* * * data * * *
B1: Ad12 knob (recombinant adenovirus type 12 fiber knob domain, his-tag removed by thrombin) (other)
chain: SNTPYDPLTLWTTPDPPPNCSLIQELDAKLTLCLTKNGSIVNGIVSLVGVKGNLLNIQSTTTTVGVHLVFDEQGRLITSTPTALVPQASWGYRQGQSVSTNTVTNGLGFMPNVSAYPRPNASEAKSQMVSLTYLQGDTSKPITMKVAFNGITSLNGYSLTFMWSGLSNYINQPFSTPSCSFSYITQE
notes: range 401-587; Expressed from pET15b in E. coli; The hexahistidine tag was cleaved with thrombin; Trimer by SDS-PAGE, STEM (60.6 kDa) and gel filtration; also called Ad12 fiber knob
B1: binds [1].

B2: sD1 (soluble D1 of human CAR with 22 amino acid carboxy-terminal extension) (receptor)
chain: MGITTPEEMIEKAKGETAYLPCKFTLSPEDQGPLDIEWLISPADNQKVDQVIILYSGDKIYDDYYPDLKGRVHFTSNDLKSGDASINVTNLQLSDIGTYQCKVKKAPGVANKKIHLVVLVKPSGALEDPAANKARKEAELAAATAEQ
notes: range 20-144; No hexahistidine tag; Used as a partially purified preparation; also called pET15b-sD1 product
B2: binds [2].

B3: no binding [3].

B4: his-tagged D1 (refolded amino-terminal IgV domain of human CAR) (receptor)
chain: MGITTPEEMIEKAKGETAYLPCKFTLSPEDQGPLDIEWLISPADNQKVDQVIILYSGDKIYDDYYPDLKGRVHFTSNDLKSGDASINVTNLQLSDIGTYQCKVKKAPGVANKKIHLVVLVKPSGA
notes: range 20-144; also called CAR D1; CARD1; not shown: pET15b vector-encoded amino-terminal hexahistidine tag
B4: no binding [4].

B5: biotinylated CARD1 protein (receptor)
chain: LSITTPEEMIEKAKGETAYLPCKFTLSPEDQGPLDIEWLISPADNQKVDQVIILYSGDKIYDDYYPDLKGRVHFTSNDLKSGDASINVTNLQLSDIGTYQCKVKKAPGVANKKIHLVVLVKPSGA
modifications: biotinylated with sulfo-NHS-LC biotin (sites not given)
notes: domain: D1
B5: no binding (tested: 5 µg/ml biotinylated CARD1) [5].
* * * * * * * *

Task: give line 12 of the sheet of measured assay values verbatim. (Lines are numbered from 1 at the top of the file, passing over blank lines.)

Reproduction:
notes: range 20-144; also called CAR D1; CARD1; not shown: pET15b vector-encoded amino-terminal hexahistidine tag